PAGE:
One of the fastest fiber transport networks in the world is expected to begin connecting enterprise and academic customers within the next 30 days. The network operator, a young company called Quantum Corridor, expects some customers to deploy cutting edge quantum networks on top of the fiber infrastructure.
As Quantum Corridor President and Chief Technology Officer Ryan Lafler explained in an interview with Telecompetitor, the company will use advanced coherent optics to support total speeds of 40 Tbps, scalable to up to 1.2 petabits per second. According to Lafler, it will be the first public/private 40Tbps network in the Western Hemisphere.
“It’s extremely secure,” added Lafler. “It’s TAA compliant and provides a dedicated private and secure tunnel for every company.”
The maximum speed of individual customer connections will be 800 Gbps, but customers will be able to bond multiple 800 Gbps connections to achieve higher speeds.
Latency on the network will be less than 3 milliseconds, which according to Lafler, is 500 times faster than the blink of an eye.
The network initially will connect the very busy Chicago traffic exchange point at 350 E. Cermak with the Chicago Quantum Exchange at the University of Chicago, then will run along the Indiana toll road to a data center in Westville, Indiana near Purdue University’s northwest campus. Longer-term plans call for the network to extend to the Ohio border.
The state of Indiana awarded a $4 million grant to Quantum Corridor to go toward construction costs but does not own any part of the network, Lafler said.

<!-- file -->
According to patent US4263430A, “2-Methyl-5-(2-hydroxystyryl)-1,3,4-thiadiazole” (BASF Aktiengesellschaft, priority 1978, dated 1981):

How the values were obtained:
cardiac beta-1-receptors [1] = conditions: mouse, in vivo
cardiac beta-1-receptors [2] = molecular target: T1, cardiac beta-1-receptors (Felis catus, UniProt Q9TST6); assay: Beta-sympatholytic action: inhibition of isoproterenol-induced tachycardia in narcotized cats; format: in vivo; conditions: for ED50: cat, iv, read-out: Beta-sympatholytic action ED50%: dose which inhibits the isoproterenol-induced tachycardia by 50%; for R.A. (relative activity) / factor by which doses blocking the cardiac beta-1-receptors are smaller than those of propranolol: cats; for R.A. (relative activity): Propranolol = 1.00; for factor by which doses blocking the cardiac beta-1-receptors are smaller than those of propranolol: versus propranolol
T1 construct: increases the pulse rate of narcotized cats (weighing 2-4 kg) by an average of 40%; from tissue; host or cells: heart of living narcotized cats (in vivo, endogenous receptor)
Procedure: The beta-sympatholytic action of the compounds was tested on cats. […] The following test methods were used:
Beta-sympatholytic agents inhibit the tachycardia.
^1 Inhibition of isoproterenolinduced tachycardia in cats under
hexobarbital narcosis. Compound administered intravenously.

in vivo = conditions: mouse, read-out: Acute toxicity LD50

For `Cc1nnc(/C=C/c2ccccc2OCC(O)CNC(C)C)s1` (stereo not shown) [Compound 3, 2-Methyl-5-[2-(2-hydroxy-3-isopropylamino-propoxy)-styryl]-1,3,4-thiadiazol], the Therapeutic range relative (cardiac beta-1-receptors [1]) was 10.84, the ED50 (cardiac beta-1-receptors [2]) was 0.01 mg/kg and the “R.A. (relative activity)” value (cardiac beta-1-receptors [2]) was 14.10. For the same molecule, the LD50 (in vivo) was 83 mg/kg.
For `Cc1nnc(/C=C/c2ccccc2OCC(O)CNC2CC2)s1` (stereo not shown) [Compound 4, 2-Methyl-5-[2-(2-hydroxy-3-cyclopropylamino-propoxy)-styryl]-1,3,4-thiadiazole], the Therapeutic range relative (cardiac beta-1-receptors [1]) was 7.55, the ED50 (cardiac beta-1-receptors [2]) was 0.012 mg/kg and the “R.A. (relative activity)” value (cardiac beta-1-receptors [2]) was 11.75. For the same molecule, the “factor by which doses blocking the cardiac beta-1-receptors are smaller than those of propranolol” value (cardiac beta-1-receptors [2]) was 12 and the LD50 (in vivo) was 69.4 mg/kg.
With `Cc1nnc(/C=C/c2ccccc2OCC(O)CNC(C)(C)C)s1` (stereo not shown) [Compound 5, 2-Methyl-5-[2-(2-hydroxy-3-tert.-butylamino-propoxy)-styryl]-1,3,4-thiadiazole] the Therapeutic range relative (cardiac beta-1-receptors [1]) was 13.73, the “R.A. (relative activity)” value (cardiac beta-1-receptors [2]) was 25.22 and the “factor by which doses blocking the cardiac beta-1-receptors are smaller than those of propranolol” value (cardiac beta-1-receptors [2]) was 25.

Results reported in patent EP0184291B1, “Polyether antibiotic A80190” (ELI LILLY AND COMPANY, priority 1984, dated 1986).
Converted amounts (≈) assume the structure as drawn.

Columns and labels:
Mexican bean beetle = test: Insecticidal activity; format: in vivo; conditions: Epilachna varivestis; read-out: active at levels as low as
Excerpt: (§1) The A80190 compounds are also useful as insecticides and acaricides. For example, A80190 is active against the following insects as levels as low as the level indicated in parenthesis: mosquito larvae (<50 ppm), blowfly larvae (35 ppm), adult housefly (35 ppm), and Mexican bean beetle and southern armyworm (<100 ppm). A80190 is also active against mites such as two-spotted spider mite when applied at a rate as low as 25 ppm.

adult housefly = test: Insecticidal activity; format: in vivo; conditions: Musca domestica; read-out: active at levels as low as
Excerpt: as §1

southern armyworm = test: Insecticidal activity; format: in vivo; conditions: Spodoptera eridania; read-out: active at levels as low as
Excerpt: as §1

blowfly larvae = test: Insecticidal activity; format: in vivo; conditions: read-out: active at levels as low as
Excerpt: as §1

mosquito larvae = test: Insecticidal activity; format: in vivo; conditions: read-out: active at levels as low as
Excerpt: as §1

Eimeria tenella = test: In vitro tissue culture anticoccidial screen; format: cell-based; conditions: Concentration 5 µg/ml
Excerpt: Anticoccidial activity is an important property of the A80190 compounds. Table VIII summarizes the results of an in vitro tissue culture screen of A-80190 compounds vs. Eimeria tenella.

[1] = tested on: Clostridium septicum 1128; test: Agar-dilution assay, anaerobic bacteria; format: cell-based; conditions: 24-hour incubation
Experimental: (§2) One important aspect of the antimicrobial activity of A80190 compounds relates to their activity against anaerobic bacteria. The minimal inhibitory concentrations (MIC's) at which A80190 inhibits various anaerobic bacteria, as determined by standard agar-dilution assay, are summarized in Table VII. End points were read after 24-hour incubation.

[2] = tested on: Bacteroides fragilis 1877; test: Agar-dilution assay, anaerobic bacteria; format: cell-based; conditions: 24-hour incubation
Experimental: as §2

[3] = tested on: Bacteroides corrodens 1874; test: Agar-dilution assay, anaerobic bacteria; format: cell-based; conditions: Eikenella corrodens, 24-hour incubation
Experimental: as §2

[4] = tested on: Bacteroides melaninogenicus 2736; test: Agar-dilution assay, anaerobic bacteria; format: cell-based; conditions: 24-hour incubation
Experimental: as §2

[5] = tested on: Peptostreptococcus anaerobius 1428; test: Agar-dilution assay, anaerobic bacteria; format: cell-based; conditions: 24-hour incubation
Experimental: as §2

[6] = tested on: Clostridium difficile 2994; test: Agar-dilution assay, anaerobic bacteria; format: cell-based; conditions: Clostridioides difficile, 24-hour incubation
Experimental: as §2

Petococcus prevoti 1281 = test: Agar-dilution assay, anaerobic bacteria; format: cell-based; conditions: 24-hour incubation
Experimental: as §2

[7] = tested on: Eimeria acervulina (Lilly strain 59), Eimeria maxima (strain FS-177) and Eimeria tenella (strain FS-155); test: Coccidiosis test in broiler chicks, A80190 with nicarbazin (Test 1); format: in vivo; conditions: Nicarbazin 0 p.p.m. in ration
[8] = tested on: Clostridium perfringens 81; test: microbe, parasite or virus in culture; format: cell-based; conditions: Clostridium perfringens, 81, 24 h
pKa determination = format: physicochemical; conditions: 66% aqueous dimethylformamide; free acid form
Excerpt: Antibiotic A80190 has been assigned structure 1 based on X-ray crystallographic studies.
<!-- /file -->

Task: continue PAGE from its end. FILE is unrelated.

A Quantum Edge
The network is being built with quantum networking in mind. Quantum networking is a whole new approach to networking that uses entangled subatomic particles at opposite ends of the connection to enable virtually instantaneous and highly secure communications.
Currently quantum communication over fiber is limited to a distance of about 30 miles. Recognizing that, Quantum Corridor is building entanglement sites spaced 30 miles apart along the network route. Those customers wanting to use quantum communications will be able to establish a connection between two such sequential sites.
As Lafler explained, not all the entities that Quantum Corridor has lined up to connect to the network are interested in quantum networking.
“Some just want speed and security,” he said.
Lafler expects the sheer speed of the Quantum Corridor network to be attractive to hyperscale data center operators that want to maximize their customers’ experience with gaming and other latency-sensitive applications.
He also noted, though, that some of the entities that will be connecting to the network will be using it for quantum communications.
Those using the network for quantum communications will be able to boost speeds even faster. As Lafler noted: “Computers aren’t smart; they’re fast.”
As he explained, the fiber communications technology underlying fiber networks is based on rapid trial and error, as well as algorithms. Quantum Corridor’s fiber network achieves speeds exceeding the speed of light 67% of the time. For the other 33%, communications fall back to the speed of light. Stated line rates are based on a weighted average.
In comparison, communications based on entangled particles is instantaneous and lossless, which means it should be able to exceed the stated line rate, which is already extremely fast.
There are other quantum networks in the U.S., but most are in academia. One notable exception is the quantum network that local power company EPB has built in Chattanooga.
EPB soon may have company, as some customers begin to deploy quantum networks on top of the public-private Quantum Corridor fiber.